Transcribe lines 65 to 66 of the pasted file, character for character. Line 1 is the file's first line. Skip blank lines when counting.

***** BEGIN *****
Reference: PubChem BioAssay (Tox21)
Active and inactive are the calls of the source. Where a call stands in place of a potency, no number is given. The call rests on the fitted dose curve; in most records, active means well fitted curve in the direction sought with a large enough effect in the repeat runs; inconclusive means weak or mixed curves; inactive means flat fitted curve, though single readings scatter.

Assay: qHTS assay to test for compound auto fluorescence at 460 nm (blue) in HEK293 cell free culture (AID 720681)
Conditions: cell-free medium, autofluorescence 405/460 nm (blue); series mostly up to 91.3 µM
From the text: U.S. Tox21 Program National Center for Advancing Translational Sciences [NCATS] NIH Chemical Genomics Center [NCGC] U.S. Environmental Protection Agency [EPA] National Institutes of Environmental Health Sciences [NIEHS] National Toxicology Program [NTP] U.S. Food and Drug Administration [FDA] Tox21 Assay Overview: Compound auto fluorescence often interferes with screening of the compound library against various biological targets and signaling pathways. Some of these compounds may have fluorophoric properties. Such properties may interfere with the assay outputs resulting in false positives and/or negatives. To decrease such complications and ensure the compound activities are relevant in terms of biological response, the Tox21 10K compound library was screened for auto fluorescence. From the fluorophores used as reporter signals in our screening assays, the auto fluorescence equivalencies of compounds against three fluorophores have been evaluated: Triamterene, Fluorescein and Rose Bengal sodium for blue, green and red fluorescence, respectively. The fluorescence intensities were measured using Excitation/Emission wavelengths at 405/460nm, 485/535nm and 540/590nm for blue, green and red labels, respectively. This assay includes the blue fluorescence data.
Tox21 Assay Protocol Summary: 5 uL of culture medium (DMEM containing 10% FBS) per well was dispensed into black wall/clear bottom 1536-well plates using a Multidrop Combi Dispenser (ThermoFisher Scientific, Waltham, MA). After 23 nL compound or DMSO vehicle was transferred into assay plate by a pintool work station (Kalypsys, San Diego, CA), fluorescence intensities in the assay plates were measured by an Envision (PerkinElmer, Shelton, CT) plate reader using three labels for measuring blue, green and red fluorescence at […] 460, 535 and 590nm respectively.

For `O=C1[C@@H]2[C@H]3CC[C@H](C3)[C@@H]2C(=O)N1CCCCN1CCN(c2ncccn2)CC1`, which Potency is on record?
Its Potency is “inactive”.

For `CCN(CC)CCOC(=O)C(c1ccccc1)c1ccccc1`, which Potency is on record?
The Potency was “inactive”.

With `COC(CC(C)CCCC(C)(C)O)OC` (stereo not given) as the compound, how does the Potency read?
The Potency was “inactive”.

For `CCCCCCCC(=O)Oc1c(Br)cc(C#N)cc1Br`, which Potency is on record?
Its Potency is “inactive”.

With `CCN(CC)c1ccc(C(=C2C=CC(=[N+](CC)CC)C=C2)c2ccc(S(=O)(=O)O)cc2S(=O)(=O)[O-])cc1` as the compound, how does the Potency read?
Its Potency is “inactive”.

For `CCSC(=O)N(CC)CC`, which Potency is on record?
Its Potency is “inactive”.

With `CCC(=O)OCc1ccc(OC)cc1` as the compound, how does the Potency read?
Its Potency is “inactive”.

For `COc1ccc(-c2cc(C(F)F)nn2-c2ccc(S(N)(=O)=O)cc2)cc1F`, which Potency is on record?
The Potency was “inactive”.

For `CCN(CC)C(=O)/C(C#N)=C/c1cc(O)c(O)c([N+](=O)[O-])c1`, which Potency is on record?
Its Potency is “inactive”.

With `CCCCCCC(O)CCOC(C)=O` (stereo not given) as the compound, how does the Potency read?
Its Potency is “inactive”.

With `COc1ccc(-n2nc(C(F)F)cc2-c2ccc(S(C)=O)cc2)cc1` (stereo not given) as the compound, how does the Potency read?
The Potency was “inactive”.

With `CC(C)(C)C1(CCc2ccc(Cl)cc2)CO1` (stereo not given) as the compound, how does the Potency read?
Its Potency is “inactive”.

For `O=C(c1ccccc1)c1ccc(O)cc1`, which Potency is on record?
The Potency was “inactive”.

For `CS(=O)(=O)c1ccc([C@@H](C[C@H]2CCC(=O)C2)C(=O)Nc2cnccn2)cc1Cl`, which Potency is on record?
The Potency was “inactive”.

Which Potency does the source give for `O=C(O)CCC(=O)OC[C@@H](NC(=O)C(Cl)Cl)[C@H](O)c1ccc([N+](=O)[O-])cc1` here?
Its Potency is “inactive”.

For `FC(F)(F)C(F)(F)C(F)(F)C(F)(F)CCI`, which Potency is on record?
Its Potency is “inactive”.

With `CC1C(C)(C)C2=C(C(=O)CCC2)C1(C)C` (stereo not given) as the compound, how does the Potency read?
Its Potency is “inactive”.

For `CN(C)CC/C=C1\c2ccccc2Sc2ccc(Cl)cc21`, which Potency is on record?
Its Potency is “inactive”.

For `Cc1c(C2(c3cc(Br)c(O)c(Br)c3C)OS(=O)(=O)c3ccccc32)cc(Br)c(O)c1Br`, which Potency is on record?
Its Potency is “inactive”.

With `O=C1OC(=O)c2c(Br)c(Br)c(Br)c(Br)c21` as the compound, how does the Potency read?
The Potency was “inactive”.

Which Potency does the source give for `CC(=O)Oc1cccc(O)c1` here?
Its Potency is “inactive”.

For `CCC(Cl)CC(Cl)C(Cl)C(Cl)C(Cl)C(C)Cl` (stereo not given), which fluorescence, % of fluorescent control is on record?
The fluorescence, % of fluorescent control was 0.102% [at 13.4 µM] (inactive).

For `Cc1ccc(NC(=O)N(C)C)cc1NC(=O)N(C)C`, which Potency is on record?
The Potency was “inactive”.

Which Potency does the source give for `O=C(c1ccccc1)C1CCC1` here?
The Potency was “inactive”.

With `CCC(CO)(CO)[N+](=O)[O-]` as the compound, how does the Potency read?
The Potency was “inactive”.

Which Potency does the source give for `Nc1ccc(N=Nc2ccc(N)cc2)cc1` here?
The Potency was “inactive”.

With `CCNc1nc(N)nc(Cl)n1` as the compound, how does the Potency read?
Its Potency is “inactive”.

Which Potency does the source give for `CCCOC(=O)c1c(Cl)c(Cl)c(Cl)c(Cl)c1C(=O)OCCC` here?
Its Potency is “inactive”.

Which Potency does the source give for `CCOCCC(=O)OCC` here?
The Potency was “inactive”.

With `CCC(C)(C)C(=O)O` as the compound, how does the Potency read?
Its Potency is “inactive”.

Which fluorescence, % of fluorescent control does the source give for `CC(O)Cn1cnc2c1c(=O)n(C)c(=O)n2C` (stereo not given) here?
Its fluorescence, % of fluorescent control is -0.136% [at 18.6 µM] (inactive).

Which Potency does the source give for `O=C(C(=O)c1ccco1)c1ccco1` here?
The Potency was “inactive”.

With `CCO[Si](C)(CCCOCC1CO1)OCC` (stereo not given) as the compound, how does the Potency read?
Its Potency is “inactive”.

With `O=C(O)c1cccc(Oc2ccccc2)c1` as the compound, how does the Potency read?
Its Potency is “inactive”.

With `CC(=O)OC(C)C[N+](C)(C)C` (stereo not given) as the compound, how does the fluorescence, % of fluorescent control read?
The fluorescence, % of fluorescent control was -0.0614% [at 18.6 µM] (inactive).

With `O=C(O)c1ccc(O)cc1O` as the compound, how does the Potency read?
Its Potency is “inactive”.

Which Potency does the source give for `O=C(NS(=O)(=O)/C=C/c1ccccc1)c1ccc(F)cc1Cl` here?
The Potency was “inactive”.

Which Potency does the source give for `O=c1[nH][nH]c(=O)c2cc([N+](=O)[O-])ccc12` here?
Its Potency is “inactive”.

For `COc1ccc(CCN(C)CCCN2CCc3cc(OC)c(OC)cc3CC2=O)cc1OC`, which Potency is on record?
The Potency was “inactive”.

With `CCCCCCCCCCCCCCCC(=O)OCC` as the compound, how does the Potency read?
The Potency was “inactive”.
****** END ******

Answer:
With `CCC(C)(C)C(=O)O` as the compound, how does the Potency read?
Its Potency is “inactive”.